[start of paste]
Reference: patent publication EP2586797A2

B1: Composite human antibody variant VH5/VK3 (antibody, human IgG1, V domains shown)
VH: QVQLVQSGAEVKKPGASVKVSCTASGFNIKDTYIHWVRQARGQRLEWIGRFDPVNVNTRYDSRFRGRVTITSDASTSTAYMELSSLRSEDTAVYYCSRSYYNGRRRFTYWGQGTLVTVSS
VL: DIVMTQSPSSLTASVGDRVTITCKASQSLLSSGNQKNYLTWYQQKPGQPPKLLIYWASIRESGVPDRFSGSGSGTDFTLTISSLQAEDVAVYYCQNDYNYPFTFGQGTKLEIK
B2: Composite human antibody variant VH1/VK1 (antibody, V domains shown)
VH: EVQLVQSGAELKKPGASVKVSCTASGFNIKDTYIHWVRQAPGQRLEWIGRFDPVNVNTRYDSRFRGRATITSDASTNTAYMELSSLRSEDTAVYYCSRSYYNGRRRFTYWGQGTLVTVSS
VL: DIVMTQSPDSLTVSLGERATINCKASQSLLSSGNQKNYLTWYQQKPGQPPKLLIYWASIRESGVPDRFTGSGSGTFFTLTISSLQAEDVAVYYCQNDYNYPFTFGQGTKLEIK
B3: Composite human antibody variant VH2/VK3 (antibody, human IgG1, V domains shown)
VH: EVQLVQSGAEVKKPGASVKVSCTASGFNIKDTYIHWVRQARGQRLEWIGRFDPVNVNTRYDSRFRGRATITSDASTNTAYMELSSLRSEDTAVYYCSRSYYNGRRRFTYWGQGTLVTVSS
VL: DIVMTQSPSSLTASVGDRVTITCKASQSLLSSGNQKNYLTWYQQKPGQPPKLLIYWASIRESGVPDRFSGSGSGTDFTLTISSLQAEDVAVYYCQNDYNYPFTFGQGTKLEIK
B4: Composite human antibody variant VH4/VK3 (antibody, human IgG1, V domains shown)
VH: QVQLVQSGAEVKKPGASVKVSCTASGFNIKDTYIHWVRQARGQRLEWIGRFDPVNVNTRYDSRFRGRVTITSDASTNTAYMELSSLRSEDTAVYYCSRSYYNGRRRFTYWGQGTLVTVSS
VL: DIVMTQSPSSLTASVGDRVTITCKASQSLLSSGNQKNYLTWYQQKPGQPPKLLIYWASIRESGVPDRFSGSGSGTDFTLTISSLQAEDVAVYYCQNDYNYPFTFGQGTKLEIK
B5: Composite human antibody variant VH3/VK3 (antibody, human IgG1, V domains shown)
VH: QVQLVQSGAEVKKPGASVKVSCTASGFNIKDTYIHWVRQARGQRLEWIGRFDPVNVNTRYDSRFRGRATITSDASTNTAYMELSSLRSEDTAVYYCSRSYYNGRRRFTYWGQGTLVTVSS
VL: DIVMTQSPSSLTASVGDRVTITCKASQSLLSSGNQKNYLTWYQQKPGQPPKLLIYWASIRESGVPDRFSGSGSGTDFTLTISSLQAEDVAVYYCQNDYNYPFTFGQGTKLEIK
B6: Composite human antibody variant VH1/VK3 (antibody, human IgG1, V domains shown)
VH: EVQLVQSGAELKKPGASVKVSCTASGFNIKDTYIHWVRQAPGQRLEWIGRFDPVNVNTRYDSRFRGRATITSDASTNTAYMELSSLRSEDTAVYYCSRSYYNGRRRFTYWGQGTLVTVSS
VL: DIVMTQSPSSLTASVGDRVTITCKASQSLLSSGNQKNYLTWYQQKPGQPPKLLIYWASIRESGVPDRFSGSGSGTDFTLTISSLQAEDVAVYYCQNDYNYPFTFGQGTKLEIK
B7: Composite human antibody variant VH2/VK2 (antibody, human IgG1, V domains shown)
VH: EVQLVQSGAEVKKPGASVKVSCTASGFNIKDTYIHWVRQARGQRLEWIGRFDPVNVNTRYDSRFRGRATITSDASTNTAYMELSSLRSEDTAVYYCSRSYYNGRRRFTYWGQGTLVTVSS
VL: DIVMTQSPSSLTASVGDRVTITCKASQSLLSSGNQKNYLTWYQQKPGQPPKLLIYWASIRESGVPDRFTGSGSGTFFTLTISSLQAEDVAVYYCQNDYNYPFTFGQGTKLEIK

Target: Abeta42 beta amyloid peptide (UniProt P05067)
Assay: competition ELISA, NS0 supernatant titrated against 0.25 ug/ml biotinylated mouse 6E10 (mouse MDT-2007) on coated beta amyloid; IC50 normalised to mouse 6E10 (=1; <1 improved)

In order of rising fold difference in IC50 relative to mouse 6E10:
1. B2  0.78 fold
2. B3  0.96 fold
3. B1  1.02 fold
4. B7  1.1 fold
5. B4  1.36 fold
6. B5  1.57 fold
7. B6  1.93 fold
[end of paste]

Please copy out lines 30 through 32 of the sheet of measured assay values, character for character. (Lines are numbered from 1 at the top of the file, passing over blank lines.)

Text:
5. B4  1.36 fold
6. B5  1.57 fold
7. B6  1.93 fold